This section presents a state-of-the-art review of SL-based PHM methods and their application to REB PHM. In attempt to organize and classify the diverse SL-based REB PHM techniques, which may originate from the artificial neural network (NN) or may not, three categories are proposed: statistical approaches, NN approaches, and combined methods. Further, the statistical approaches are sub-divided, according to the nature and the task of each algorithm, into LDA-based REB PHM, SVM-based REB PHM, K-nearest neighbor (KNN)-based REB PHM, extreme learning machines (ELM)-based REB PHM, and other non-NN algorithms applicable to REB PHM. The combined methods are the ones that utilize a non-NN algorithm with a NN method, or a NN algorithm with a signal processing technique, or a non-NN algorithm with a signal processing approach.

3.1 Statistical approaches for REB PHM

Several shallow learning algorithms exist that were constructed using a shallow architecture that benefits from the statistical properties of the data and uses this information to classify it to already known group [2]. The following section provides a detailed description of those statistical SL-based REB PHM techniques as applied to REB PHM. The structure typical of each algorithm is briefly introduced, and its application to REB PHM is outlined to highlight its challenges, its pros and cons, and its latest advancements.

3.1.1 LDA-based REB PHM

The LDA algorithm aims to find a linear combination of features that separates different classes well. It helps in the classification process by finding new projection directions in which, when data are projected in those directions, the within-mode distance decreases while the between mode distance increases [52]. Thus, it reduces the dimensionality by maximizing the ratio of between-class scatter and within-class scatter. Therefore, the main objectives of LDA are either to reduce the dimensionality or to perform classification. Figure 5 shows a descriptive example of LDA-based classification. As can be seen, if two classes are presented (red and blue), the LDA will map them into a new feature space following the projection lines ((a) and (b)) as can be seen in Table 2 in which they will be more linearly discriminant.
Fig. 5

Example of linear discriminant analysis (LDA)

Table 2

Between- and within-class scatters of Fig. 5

 

Projection line

(a)

(b)

Between-class scatter

Small

Large

Within-class scatter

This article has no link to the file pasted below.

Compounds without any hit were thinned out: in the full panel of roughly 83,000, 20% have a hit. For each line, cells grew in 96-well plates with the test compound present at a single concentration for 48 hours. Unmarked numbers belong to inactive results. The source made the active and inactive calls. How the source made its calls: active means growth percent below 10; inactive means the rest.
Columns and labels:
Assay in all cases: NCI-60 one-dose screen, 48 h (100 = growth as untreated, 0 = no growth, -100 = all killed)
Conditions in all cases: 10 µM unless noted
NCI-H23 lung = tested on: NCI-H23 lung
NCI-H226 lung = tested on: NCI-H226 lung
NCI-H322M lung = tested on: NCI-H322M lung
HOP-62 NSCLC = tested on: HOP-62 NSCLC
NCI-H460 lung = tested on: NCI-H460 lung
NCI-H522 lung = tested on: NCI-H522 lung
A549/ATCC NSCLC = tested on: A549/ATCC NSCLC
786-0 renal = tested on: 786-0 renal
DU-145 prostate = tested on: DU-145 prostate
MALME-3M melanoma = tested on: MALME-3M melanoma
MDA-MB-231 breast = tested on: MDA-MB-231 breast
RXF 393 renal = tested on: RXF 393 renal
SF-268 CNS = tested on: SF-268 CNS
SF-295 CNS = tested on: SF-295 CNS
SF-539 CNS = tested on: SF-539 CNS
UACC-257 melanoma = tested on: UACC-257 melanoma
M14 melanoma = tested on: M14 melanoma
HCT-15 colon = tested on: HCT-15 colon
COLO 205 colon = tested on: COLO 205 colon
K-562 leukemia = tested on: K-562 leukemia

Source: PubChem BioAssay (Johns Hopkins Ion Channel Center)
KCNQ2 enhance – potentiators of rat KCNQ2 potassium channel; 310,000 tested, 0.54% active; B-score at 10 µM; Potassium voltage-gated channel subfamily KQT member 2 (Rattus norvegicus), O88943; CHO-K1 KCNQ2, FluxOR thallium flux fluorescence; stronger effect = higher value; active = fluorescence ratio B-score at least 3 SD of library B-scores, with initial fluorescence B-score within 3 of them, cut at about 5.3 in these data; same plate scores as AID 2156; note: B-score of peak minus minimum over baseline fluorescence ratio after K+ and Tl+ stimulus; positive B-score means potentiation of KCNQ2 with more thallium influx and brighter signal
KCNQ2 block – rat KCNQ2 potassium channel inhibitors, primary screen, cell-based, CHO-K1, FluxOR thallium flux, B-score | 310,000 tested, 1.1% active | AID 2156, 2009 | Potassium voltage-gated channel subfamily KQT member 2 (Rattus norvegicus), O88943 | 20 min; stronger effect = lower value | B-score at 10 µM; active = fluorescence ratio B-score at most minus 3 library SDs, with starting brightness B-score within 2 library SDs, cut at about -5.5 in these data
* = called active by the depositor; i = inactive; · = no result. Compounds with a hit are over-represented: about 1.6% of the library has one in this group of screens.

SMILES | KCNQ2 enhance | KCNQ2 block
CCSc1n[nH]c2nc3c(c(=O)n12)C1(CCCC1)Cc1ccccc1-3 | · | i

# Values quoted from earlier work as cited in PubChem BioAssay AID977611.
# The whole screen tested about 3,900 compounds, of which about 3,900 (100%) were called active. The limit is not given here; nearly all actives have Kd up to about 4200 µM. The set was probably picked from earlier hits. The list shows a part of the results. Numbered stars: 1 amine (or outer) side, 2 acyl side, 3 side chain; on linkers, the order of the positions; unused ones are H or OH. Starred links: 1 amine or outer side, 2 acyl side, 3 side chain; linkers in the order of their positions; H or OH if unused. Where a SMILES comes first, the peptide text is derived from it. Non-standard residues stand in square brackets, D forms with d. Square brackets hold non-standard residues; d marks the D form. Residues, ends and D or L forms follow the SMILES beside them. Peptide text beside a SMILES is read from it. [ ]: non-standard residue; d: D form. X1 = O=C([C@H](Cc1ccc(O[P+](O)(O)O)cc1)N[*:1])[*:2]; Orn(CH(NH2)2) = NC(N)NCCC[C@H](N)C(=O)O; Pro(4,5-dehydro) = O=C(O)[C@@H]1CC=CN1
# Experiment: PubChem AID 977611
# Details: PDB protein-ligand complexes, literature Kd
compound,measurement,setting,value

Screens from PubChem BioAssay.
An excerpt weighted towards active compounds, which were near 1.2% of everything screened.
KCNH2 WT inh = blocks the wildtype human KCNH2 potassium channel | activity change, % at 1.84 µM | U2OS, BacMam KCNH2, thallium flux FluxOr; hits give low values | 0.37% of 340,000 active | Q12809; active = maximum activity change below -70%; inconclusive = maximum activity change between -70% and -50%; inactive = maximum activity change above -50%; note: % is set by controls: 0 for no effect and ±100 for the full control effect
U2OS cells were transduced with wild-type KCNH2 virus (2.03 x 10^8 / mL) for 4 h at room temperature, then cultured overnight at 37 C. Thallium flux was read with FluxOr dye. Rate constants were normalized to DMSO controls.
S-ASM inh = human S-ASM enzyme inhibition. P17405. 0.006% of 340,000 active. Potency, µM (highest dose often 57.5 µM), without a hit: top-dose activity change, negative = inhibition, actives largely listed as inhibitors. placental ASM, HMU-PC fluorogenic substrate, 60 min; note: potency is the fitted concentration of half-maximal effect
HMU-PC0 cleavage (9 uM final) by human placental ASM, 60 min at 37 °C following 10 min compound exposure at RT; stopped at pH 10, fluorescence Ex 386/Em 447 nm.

Large

Small

The LDA algorithm has been used to improve classification of ball bearing faults according to their severity level [53]. LDA was also used as a dimensionality reduction technique to find the dimensions of a few features that best discriminate a set of features extracted from raw vibration signals [54]. Zhao et al. [55] proposed a trace ratio version of LDA, which uses the between-class scatter matrix to evaluate the separability of different classes and the within-class scatter matrix to evaluate the compactness within each class. The extended discriminative subspace learning method was used for dealing with the trace ration problem in linear discriminant analysis for a REB fault detection and diagnosis problem. A trace ratio LDA algorithm was also introduced by Jin et al. [56] and used to reduce the dimension and then to classify the motor bearing health conditions, which arose from single-point faults and generalized-roughness faults. Another form of LDA, called ∆-LDA, was proposed by Ciabattoni et al. [57] to deal with fault data dimension reduction and fault detection issues with application to REB fault detection. ∆-LDA was proposed to overcome the problem of a between-class scatter matrix trace very close to zero, which is the case when detecting different bearing faults. It did indeed improve the classification accuracy when the classes were overlapped. Evaluating the current feature generated by frequency selection in the stator current spectrum by means of LDA algorithm, a fault diagnosis of bearing damage was proposed in [58], in which the fault diagnosis was performed by the Bayes classifier.

3.1.2 SVM-based REB PHM

The classifier in machine learning and statistics learns from the data input given to it and then uses this learning to classify a new observation. The same can be done to detect and then diagnose various bearing faults (outer-race fault (ORF), inner-race fault (IRF), and ball bearing fault (BBF) or cage faults). One of the most used classifier-based PHM techniques is the SVM.

The basic idea of SVM is to first map the input data nonlinearly into a feature space; in this feature space, a linear decision function is constructed. Then, the inner product of the feature space is nonlinearly mapped to the original space [59]. Thus, the main purposes of SVM are classification and estimation. In machine learning, SVM is considered a supervised learning model that is used for classification and regression analysis. For classification, SVM finds the optimal separating hyperplane with maximum margin to build a maximum margin classifier. The margin is defined as the perpendicular distance between the support vectors, as can be seen in Fig. 6, where only those support vectors are used to determine the boundaries.
Fig. 6

Example of support vector machine (SVM)